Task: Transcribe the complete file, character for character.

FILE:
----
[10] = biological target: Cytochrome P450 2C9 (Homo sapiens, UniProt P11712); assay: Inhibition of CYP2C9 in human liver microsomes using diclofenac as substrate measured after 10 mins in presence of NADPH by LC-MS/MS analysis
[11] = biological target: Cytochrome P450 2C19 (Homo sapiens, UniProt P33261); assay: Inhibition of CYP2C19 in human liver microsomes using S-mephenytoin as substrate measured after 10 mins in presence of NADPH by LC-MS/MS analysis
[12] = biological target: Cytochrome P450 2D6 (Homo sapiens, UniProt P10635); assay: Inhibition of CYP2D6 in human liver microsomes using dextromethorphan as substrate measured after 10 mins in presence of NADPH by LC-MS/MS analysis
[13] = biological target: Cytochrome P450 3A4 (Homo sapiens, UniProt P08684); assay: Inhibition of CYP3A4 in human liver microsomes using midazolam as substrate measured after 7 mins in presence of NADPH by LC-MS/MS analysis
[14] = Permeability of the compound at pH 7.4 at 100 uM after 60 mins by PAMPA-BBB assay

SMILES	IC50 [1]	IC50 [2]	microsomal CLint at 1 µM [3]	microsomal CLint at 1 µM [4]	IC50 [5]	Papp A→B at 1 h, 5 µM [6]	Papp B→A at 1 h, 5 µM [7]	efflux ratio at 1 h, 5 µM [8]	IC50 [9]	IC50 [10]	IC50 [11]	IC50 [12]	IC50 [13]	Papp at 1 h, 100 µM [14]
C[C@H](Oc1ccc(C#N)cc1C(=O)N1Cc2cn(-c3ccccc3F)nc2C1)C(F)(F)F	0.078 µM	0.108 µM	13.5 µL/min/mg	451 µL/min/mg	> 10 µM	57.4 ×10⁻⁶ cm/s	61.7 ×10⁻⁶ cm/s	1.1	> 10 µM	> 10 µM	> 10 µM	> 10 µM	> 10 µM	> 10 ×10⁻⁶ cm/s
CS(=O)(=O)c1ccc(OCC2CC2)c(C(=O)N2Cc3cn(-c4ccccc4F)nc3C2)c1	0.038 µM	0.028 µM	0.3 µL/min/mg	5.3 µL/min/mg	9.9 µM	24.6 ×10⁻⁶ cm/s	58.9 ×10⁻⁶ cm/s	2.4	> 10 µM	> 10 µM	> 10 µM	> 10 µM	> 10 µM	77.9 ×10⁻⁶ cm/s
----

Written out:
[10] = biological target: Cytochrome P450 2C9 (Homo sapiens, UniProt P11712); assay: Inhibition of CYP2C9 in human liver microsomes using diclofenac as substrate measured after 10 mins in presence of NADPH by LC-MS/MS analysis
[11] = biological target: Cytochrome P450 2C19 (Homo sapiens, UniProt P33261); assay: Inhibition of CYP2C19 in human liver microsomes using S-mephenytoin as substrate measured after 10 mins in presence of NADPH by LC-MS/MS analysis
[12] = biological target: Cytochrome P450 2D6 (Homo sapiens, UniProt P10635); assay: Inhibition of CYP2D6 in human liver microsomes using dextromethorphan as substrate measured after 10 mins in presence of NADPH by LC-MS/MS analysis
[13] = biological target: Cytochrome P450 3A4 (Homo sapiens, UniProt P08684); assay: Inhibition of CYP3A4 in human liver microsomes using midazolam as substrate measured after 7 mins in presence of NADPH by LC-MS/MS analysis
[14] = Permeability of the compound at pH 7.4 at 100 uM after 60 mins by PAMPA-BBB assay

SMILES	IC50 [1]	IC50 [2]	microsomal CLint at 1 µM [3]	microsomal CLint at 1 µM [4]	IC50 [5]	Papp A→B at 1 h, 5 µM [6]	Papp B→A at 1 h, 5 µM [7]	efflux ratio at 1 h, 5 µM [8]	IC50 [9]	IC50 [10]	IC50 [11]	IC50 [12]	IC50 [13]	Papp at 1 h, 100 µM [14]
C[C@H](Oc1ccc(C#N)cc1C(=O)N1Cc2cn(-c3ccccc3F)nc2C1)C(F)(F)F	0.078 µM	0.108 µM	13.5 µL/min/mg	451 µL/min/mg	> 10 µM	57.4 ×10⁻⁶ cm/s	61.7 ×10⁻⁶ cm/s	1.1	> 10 µM	> 10 µM	> 10 µM	> 10 µM	> 10 µM	> 10 ×10⁻⁶ cm/s
CS(=O)(=O)c1ccc(OCC2CC2)c(C(=O)N2Cc3cn(-c4ccccc4F)nc3C2)c1	0.038 µM	0.028 µM	0.3 µL/min/mg	5.3 µL/min/mg	9.9 µM	24.6 ×10⁻⁶ cm/s	58.9 ×10⁻⁶ cm/s	2.4	> 10 µM	> 10 µM	> 10 µM	> 10 µM	> 10 µM	77.9 ×10⁻⁶ cm/s